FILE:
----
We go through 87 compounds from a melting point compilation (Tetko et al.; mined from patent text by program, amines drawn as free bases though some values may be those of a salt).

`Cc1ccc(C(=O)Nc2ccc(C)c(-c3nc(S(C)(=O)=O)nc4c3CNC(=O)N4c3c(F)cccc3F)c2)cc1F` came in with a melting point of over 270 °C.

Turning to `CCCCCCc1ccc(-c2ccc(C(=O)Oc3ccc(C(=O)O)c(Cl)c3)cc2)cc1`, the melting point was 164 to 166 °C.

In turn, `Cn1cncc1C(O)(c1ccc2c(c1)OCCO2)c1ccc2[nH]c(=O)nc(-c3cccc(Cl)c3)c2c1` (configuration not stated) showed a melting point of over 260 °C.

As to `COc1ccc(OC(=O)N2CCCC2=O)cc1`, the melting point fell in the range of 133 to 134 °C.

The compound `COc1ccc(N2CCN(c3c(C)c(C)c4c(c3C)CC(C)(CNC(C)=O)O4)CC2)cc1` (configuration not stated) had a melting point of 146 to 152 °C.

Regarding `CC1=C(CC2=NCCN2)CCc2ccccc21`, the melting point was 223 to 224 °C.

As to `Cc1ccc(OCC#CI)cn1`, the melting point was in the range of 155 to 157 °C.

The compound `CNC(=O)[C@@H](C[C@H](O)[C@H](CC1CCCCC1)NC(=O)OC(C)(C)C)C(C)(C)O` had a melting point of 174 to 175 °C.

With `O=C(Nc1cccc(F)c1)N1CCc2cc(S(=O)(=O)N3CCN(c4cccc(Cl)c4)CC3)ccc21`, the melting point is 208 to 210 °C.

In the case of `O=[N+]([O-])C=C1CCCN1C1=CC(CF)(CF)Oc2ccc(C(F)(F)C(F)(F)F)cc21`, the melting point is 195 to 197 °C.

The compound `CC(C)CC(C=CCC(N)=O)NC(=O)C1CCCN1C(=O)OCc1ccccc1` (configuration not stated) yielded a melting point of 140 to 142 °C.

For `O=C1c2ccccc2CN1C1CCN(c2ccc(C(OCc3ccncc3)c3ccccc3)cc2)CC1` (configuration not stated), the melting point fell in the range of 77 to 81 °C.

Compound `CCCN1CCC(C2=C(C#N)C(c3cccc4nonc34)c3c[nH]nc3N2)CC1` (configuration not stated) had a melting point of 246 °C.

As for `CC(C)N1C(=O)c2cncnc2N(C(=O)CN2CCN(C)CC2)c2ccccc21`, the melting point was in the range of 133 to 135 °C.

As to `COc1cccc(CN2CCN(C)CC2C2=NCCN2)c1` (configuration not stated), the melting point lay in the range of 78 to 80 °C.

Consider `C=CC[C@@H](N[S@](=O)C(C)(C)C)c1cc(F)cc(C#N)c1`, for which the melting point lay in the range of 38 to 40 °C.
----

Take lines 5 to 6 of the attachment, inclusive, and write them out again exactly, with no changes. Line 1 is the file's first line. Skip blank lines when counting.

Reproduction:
As to `COc1ccc(OC(=O)N2CCCC2=O)cc1`, the melting point fell in the range of 133 to 134 °C.

The compound `COc1ccc(N2CCN(c3c(C)c(C)c4c(c3C)CC(C)(CNC(C)=O)O4)CC2)cc1` (configuration not stated) had a melting point of 146 to 152 °C.